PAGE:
Don't forget to strech your intake boot to make everything fit, it will be a tight squeeze over the new 64mm TB. I had to use the butt end (not the business end) of a small propane tank. Seemed to work good (do not try at home).



image




Now... after you install this thing.. and get it running there is a problem.



I have NEVER had rev hang on my car. People complained about it, I never had it from day one. After this install I had BAD rev hang. BAD and a rough (ish) idle.



If you think back to the 13.8% increase... and the light around the TB ring, you know that the default position of the TB requires adjustment.



Now... as of today and my knowledge while writing this article, this is not a straight forward adjustment. Our ECU is complicated. It does things that I sometimes don't comprehend so my adjustment procedure may change.



Skipping the math, logic would state give the set screw (hidden, circled) 1 to 2 turns to the left and it will close the TB a bit, and were good. (I tested the before install).



image




This is NOT the case.



It appears when the car is moving forward... and you are not on the gas the TB uses the default position to BASE (being the keyword) a cruising idle off of. It does NOT return to the default position, it simply uses that position to BASE a cruising idle off of. The cruising idle is an idle obtained above 5mph, with foot off the gas.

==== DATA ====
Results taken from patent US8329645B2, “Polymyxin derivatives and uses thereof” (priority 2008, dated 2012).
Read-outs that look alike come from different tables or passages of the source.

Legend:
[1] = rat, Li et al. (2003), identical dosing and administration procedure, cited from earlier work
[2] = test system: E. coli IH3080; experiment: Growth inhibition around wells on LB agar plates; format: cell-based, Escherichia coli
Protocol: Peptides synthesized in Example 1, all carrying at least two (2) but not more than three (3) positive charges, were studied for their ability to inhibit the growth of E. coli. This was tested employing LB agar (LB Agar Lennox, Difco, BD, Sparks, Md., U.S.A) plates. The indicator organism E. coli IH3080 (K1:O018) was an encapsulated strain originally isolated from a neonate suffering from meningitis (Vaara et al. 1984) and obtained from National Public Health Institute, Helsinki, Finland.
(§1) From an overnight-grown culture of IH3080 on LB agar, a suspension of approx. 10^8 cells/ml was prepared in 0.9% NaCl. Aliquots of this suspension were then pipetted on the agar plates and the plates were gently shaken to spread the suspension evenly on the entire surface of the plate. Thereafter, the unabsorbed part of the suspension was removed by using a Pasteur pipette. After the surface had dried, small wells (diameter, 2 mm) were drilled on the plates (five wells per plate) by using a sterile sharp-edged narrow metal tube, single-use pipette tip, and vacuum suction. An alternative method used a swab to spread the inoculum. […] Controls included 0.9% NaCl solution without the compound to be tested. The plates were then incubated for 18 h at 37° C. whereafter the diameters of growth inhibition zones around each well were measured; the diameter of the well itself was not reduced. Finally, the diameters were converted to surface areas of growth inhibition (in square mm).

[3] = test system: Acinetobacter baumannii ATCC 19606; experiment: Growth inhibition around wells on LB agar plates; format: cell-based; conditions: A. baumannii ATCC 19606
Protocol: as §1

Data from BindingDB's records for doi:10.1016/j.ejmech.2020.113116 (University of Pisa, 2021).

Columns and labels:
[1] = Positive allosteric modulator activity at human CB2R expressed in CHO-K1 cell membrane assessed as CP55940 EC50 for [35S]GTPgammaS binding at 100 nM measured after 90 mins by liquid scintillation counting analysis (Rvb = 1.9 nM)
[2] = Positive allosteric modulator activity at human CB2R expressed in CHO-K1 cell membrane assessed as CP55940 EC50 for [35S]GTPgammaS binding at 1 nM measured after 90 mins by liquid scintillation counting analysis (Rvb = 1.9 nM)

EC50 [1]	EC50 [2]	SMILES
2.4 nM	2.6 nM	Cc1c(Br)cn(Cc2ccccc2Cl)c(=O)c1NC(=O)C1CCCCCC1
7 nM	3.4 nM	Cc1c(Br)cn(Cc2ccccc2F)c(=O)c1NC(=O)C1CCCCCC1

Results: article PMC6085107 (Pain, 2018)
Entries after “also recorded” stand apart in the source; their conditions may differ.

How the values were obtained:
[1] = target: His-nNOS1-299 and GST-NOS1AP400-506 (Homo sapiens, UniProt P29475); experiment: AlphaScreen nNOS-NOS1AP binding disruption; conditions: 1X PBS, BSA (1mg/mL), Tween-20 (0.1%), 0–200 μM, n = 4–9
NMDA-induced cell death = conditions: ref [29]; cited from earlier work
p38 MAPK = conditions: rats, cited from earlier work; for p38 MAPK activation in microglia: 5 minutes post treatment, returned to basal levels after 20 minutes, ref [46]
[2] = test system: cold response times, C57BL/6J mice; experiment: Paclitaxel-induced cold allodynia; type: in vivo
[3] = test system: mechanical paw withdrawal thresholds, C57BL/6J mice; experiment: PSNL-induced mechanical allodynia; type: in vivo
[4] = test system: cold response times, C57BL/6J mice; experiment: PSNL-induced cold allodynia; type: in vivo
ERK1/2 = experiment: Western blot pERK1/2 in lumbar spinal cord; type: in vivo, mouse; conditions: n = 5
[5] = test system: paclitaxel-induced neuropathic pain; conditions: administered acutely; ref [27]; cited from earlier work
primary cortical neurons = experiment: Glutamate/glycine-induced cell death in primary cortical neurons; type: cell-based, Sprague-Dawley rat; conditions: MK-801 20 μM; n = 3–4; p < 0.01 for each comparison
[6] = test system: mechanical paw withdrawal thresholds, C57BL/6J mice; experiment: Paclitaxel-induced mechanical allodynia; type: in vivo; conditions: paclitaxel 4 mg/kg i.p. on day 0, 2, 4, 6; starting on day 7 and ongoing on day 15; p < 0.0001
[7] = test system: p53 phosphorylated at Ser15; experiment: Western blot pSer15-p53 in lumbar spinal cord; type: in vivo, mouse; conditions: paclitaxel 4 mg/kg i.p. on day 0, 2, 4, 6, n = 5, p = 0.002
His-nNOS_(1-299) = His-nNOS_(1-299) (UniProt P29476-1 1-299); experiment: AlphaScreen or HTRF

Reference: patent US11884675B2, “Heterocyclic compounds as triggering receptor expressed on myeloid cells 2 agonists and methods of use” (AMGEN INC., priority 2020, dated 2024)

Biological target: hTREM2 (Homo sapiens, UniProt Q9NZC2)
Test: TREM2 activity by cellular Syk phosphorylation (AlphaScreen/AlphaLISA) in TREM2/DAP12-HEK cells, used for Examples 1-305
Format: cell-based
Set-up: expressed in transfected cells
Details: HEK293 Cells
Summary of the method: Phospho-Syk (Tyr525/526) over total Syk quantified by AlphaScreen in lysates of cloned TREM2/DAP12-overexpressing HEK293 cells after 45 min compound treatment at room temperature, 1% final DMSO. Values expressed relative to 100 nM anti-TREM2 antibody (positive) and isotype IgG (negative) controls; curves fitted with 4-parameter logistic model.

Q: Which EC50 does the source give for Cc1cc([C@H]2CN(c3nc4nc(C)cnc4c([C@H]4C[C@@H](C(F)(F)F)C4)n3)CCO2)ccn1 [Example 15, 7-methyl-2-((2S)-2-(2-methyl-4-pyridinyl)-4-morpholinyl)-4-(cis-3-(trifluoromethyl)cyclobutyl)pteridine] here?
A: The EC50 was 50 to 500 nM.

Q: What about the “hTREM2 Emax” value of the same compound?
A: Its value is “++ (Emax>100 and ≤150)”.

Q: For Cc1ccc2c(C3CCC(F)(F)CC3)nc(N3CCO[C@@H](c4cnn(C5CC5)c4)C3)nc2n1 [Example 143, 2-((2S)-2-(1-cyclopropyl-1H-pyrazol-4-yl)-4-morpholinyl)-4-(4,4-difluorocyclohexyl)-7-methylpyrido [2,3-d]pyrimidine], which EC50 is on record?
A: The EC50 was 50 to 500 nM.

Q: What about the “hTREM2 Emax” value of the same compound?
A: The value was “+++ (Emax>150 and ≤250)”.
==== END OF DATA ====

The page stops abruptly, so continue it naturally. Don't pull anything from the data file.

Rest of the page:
How do I know? Well at first I removed the DBW cables, started the car and adjusted the RPM down to 700 ish and the reconnected everything, and it jumped back up to 850 (my idle point). BUT EVERYTHING WAS WORSE, rev hang etc. CEL. This did not make sense. Left is close... right is open, as verified. So if I closed the TB how could it be worse? After all it was bigger, it needed to be closed.



I also noticed after doing this, the "cruise idle" (valid from 5mph+) was 1200 RPM. Now when I stopped and undid my changes by turning the set screw to to the right a turn, the "cruise idle" dropped to 1100 RPM. Of course my idle, while stopped, during this adjustment, stayed at 850 RPM which is MY TUNE set point.



This means that the "Default Throttle Valve Position" is only just that, the ECU can actually close the TB further then default if it wants to. Hmmmmm. Complicated.